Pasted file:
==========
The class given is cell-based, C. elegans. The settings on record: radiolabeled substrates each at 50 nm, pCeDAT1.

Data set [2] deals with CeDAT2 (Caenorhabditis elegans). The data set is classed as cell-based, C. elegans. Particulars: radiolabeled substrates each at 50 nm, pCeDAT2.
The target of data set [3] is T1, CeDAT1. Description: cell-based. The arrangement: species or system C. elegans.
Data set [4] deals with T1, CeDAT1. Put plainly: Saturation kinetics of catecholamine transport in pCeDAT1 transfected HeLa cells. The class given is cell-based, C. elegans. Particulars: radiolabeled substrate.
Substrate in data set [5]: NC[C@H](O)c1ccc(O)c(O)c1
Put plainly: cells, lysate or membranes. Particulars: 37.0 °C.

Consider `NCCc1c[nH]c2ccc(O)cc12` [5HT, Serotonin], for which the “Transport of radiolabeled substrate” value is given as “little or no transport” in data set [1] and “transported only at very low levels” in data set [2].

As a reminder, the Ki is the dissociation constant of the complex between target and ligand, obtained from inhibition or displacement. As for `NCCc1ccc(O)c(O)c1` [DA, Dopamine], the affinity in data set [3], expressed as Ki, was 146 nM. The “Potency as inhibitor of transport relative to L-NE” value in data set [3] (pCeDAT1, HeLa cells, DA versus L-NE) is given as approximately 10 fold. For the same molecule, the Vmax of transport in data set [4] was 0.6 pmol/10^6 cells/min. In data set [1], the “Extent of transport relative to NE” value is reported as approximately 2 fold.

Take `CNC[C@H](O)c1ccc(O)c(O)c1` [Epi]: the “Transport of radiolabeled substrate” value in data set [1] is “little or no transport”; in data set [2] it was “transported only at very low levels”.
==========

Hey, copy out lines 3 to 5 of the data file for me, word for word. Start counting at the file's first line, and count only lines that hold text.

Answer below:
The target of data set [3] is T1, CeDAT1. Description: cell-based. The arrangement: species or system C. elegans.
Data set [4] deals with T1, CeDAT1. Put plainly: Saturation kinetics of catecholamine transport in pCeDAT1 transfected HeLa cells. The class given is cell-based, C. elegans. Particulars: radiolabeled substrate.
Substrate in data set [5]: NC[C@H](O)c1ccc(O)c(O)c1